That's the thing though, I'm looking into moving to Colorado in the next month so I plan to be riding a ton. I'm a pretty quick learner and like I said, I was linking turns my 2nd trip and linking them the first run on my 3rd trip. I plan on progressing quickly since I'll be going at least 3 times a week. Does that change your stance any? Also, as you have pointed out, boots are very important. I haven't neglected to think about them, but I figured I would start with a board and then work my way through boots and bindings. I've heard a good pair of boots is worth their weight in gold, and the same goes for bindings. What is your boot recommendation?
I have researched the camber vs rocker vs hybrid situation and I feel like I have a decent understanding of all of it. I guess my MAIN question is why do some people think that rocker is better for beginners. Some say "you catch less edge" and others say "you can learn to ride anything, a beginner can't tell the difference". Thoughts?
My recommendation for boots is exactly what I said: go down to a shop, spend a couple hours trying them on. If you don't have good shops around you, then wait until you get to Colorado next month and do it. You don't necessary need to skimp on boots, but I'd stay away from the low-end stuff (less durability) and spend whatever you have to. If you have to spend $100 more on boots and skimp on your board, then do it. Boots are too important to fuck around with and go off internet recommendations. For more help, check this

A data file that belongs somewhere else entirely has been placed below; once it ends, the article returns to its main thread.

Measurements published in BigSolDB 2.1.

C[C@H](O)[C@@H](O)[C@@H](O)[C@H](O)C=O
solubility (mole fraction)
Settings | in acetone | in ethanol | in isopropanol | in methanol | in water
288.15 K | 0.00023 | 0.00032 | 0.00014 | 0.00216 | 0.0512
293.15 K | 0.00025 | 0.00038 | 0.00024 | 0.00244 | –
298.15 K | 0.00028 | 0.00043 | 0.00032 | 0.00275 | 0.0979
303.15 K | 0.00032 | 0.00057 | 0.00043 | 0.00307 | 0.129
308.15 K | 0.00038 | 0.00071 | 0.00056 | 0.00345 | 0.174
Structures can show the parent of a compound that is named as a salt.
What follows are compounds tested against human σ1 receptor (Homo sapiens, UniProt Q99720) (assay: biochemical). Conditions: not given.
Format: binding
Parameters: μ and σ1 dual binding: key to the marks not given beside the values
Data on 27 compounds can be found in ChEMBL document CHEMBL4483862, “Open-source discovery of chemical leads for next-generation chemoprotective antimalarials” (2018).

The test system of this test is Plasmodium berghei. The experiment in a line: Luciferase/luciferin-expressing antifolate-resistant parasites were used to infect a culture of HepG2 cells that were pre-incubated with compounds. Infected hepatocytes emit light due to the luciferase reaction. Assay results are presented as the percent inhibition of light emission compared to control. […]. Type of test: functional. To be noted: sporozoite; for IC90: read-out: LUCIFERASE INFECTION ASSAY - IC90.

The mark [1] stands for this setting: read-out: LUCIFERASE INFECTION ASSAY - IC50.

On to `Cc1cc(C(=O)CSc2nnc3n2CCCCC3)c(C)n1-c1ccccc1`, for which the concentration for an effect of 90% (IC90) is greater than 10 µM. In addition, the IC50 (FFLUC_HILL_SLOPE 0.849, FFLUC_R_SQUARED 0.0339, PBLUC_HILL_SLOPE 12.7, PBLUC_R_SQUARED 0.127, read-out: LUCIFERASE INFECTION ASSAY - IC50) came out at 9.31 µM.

My opinion on rocker camber for beginners: learning on camber will make you a better rider in the long term. Rocker is more forgiving, so you fall less, but you can develop bad habits. Rocker is also less precise since the flip side of catching fewer edges is that it takes a slight bit more effort longer to engage a turn from the contact points. I am on a Never Summer SL, which is my favorite board and combines the best elements of the two. I ride both but increasingly if you made me pick one I'd go with camber for the precision. But that's my preference.
Again, my recommendation stands: get good boots, for board and bindings just buy something and try not to worry about it. If it was me, I'd get an Infinity and call it a day. But snowboarding is all preference and you're not in a position to know your preferences, so it's going to be a crapshoot no matter what you do. Don't stress about it, pick something, find some binders, and go focus on progression and less on what's strapped to your feet.